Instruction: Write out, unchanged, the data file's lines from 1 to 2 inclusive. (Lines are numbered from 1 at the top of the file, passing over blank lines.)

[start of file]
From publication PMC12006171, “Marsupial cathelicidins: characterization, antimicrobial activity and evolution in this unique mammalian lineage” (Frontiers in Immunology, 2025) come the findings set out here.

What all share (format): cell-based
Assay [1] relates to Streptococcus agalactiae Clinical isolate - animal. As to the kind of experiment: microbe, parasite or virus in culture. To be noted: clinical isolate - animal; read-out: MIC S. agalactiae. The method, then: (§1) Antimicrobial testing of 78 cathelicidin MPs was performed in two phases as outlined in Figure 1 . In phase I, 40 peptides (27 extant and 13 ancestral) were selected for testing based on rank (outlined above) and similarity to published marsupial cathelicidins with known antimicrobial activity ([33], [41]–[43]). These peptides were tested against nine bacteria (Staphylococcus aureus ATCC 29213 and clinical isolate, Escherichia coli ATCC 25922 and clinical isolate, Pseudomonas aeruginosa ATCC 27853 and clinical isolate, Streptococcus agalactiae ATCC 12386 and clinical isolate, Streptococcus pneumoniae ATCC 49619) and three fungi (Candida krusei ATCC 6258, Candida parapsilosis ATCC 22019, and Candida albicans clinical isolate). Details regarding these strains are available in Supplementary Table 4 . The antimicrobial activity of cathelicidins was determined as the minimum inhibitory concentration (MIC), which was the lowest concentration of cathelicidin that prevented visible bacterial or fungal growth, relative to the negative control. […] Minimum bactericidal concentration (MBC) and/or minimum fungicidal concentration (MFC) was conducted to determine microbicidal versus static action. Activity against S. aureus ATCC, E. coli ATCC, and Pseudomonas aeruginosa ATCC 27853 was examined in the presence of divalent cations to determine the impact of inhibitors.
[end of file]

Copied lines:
From publication PMC12006171, “Marsupial cathelicidins: characterization, antimicrobial activity and evolution in this unique mammalian lineage” (Frontiers in Immunology, 2025) come the findings set out here.

What all share (format): cell-based